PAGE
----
Graeme Swann is expecting England and Pakistan to defy the consensus in what he hopes will be the most harmonious Test series in a generation between the two countries.
The off-spinner remembers, as do millions, the poisonous atmosphere which pervaded the two countries’ last Test meeting in 2010 - a summer wrecked by the spot-fixing crisis and its aftermath.
There is much at stake for world number ones England in the three-match series set to start in Dubai next week, yet perhaps still more for world cricket - which needs a tough but above all fair contest, and preferably even tempers all round.
That was far from the case 17 months ago as, during the one-day international series which followed the Tests, both teams tried to come to terms with a scandal which would ultimately see three Pakistani players jailed for corruption and banned from their sport.
It was maybe the lowest point in relations between two countries who have had their moments previously, notably in 2006 and 1987.
Swann, however, is convinced there is a will on both sides to make this an exemplary winter.
Asked how he expects the two teams to respond, in potentially vexed circumstances, Swann said: “I’m very positive. I think they’ll be very good. I think both teams want to draw a line under what’s happened, and just move on.
“I’d like to think this could be the series between England and Pakistan that could be played in the best spirit going back 20 or 30 years.”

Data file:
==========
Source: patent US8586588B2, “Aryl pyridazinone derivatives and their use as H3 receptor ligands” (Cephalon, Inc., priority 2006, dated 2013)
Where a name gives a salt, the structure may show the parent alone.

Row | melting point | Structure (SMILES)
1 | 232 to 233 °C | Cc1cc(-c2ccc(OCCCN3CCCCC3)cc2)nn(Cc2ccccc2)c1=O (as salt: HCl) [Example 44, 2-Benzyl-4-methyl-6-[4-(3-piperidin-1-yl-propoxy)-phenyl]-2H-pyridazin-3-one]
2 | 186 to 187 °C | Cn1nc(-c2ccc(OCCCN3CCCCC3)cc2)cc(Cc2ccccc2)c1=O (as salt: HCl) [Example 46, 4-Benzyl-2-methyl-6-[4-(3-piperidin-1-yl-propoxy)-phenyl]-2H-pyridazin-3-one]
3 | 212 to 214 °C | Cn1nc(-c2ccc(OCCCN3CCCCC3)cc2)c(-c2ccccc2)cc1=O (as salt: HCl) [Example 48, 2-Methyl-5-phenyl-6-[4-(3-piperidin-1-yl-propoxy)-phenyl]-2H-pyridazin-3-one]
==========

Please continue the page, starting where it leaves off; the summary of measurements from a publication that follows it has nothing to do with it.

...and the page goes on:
Swann believes confirmation that the International Cricket Council’s decision review system will be in place, to help the umpires, is reason for more optimism.
“I’m glad we have use of the DRS system, because I think that’s one area where teams can still really fall out and get angry with each other when decisions go against them.
“I think common sense has prevailed on this occasion. Good on Pakistan and England for being proactive and using that system, because I think other boards should follow.”
Swann, who reports himself “100%” fit after a minor injury scare and scan on a sore thigh before England’s warm-up win over a Pakistan Cricket Board XI, is also excited at the prospect of possibly being partnered again in international cricket by his former county team-mate Monty Panesar.
The left-arm spinner took eight wickets in that success against the PCB, and Swann senses England might accommodate an extra slow bowler in these alien conditions.